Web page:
The Medical Minute: Cold weather injuries

December 20, 2006

By John Messmer
Penn State Family and Community Medicine
Penn State Milton S. Hershey Medical Center
Penn State College of Medicine

Humans are essentially a tropical species. Although they've learned to protect themselves against the cold, too often they fail to take necessary precautions against the elements and risk cold-related injuries, such as frostbite and hypothermia. Hypothermia is an excessively low body temperature that occurs when people lose more body heat than they make. Frostbite is frozen tissue -- the water in the tissue freezes into ice.

Bodies generate heat through muscle activity. Small children, particularly babies, need more protection than their parents because they do not generate as much body heat and lose heat more easily. The elderly are more susceptible because they have less heat generating muscle mass than younger people.

The skin participates in temperature management. That's why keeping bodies covered up against the cold is so important. People lose heat through blood vessel dilatation and evaporation of sweat. In cold temperatures, the blood vessels constrict to shunt heat back to the organs. Unfortunately, this takes heat away from the skin making it more susceptible to freezing. Extremities -- fingers, toes, nose and ears -- are most susceptible. Smoking, diabetes, heart failure, alcoholism, cancer chemotherapy, narcotics, tranquilizers and some antidepressants, and some blood pressure medications affect skin circulation increasing the risk of cold injury.

Multiple thin layers of dry clothing trap more heat than one thick layer. Hats reduce heat loss from the scalp which can shed up to 10 percent of the body's heat. Gloves, scarves and ear muffs also are important accessories. Shoes and socks are usually enough protection for dry winters, but snow and slush can lead to wet feet and increase the risk of something called immersion foot or trench foot, a cold-induced injury that results from prolonged exposure of wet feet to cold but not necessarily freezing temperature. Hunters and others who will be walking through snow should have insulated, waterproof boots. If socks get sweaty, changing into dry socks is recommended, although wool socks will continue to insulate when wet. For prolonged outdoors activities, an inner layer of polypropylene or similar fiber helps trap heat and wick away perspiration.

Moisture on wet clothing also draws heat out of the body quickly and increases the risk of cold injury. Wet gloves or socks provide little protection. When skin is wet it doesn't take freezing temperatures to cause cold-related injuries.

As it chills, exposed skin first becomes painful due to reduced blood flow. The earliest sign of frostbite developing is numbness in the affected part. The colder the temperature, the faster this occurs. If the sense of touch is reduced but still present no significant damage has occurred. When nothing can be felt in the affected area, frostbite has occurred in the skin. Fingers and toes get a "clumsy" feeling and do not move or bend. If medical attention and re-warming do not occur, frostbite damage can occur to the deeper muscle and bone.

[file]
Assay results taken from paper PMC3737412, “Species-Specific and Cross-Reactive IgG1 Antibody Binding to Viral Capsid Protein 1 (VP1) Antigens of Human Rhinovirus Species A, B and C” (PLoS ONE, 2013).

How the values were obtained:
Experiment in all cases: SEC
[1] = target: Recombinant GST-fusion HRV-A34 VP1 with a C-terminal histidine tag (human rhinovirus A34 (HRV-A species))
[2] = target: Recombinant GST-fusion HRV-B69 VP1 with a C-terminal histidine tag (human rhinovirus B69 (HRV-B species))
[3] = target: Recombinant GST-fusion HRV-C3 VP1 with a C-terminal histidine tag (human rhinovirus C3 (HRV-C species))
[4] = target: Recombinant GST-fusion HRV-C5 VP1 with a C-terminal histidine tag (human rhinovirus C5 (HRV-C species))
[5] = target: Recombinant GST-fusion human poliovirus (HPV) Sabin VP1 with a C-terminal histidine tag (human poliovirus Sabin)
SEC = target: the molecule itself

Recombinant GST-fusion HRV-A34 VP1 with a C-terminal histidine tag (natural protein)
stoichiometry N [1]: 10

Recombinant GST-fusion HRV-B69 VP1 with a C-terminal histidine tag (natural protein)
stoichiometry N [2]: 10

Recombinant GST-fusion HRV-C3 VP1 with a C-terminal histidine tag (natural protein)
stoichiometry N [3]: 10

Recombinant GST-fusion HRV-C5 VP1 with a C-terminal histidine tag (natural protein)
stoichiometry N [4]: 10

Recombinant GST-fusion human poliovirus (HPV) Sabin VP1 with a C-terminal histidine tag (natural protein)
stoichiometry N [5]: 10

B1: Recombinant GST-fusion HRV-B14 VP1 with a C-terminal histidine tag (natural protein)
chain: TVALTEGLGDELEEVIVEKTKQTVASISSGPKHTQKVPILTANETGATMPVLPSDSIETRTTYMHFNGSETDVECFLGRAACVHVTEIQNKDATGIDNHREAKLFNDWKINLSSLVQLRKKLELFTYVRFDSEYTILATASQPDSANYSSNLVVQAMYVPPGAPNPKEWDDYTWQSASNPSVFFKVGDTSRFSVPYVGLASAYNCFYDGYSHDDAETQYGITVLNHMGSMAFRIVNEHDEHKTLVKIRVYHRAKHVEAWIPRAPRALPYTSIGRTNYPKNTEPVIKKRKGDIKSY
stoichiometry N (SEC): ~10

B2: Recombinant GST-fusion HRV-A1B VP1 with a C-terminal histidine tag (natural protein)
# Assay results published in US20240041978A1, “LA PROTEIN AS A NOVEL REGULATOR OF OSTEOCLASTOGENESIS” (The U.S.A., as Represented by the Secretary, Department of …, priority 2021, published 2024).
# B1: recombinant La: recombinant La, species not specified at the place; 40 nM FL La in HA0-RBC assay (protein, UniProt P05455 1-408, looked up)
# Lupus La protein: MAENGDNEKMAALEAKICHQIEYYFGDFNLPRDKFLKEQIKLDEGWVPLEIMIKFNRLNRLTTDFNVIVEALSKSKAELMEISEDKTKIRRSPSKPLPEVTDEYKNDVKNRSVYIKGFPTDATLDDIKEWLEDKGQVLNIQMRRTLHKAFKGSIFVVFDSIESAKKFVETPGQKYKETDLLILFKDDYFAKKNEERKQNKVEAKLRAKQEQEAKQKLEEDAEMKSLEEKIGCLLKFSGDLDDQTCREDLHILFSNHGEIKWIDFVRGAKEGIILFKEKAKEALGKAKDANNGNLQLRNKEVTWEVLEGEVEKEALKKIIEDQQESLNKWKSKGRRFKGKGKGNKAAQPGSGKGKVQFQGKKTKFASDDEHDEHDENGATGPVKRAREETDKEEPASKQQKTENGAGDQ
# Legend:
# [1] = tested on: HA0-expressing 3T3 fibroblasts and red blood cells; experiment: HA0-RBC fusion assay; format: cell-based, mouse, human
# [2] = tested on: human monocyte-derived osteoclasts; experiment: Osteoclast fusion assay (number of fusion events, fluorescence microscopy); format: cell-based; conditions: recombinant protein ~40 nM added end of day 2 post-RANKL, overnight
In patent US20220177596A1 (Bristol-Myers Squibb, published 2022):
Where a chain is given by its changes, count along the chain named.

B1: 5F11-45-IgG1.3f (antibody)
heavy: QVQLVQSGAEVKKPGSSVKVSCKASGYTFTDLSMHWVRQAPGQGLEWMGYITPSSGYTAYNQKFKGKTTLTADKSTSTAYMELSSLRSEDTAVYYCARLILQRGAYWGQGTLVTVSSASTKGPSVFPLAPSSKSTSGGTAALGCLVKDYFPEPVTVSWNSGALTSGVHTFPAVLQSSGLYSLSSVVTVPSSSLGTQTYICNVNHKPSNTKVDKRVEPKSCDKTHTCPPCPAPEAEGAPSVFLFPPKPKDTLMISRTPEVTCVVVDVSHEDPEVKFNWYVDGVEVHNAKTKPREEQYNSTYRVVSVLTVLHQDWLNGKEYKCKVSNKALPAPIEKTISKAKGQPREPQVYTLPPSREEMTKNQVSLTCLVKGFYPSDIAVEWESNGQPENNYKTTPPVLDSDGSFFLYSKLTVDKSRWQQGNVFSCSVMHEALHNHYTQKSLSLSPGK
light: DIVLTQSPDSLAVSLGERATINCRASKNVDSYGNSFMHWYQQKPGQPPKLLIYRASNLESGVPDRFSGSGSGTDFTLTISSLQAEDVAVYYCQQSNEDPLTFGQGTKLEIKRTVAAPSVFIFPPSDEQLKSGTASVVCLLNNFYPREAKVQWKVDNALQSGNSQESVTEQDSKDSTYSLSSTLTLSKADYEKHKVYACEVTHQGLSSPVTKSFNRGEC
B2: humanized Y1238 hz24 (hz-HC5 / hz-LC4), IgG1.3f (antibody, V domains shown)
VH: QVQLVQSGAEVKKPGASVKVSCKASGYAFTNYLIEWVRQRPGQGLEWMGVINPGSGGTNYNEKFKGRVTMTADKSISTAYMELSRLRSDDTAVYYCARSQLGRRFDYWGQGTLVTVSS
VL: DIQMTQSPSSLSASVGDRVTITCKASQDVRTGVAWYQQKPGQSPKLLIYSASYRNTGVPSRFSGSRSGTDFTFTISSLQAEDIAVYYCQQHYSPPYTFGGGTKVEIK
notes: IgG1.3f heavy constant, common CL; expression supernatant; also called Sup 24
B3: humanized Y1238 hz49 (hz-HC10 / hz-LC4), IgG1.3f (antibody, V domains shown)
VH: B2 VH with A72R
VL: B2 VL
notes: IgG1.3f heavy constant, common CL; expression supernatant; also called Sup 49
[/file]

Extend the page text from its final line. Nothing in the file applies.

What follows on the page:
If the fingers, nose, ears or toes burn or hurt, first try to protect them better. Put on gloves; use ear muffs or a scarf or get indoors. Frostbitten skin is pale. Thawing is painful and strong pain medication may be needed. It would be better to allow the part to remain frozen and seek medical attention rather than trying to thaw it alone. If medical attention is not readily available thawing can be started in a warm place where it will not refreeze.

The best way to thaw a frostbitten part is in warm water at about 100 degrees. Proper water temperature is important since further damage can occur if the frostbitten part is thawed too slowly or burned after being frozen. Rubbing the frozen part damages it further. Once thawed, protect the part from freezing again or the damage will be much worse. In severe freezes, the extent of damage may not be apparent for days or weeks. Medical attention should be obtained as soon as possible.

While frostbite results from freezing of the skin, hypothermia occurs when the body's inner temperature drops below 95 degrees. Heat flows out from the skin once the temperature drops below about 70 degrees so hypothermia can occur well above freezing.

Hypothermia also is treated by re-warming. If the person is conscious, put him or her in a warm room with layers of covering, such as, sweaters, blankets and so on. Provide warm beverages to increase internal temperature. If the person does not feel better in an hour, seek medical attention. If the person is confused or unconscious, cover him or her with blankets except for the nose and mouth and call 911. Low body temperature can cause potentially fatal heart rhythm problems so treatment in a hospital is best.

Smoking and alcohol make cold injury worse. Dehydration and smoking reduce blood flow to the skin, further cooling it and making it susceptible to freezing. Smokers may need extra protection for frostbite susceptible parts. Don't buy into the old image of a St. Bernard carrying spirits to a snowy rescue. Alcohol increases blood flow to the skin which may cause a feeling of warmth, but it actually speeds heat loss.

For people who can't move to Florida for the winter, remember these precautions and enjoy a safe and happy winter.

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Last Updated March 19, 2009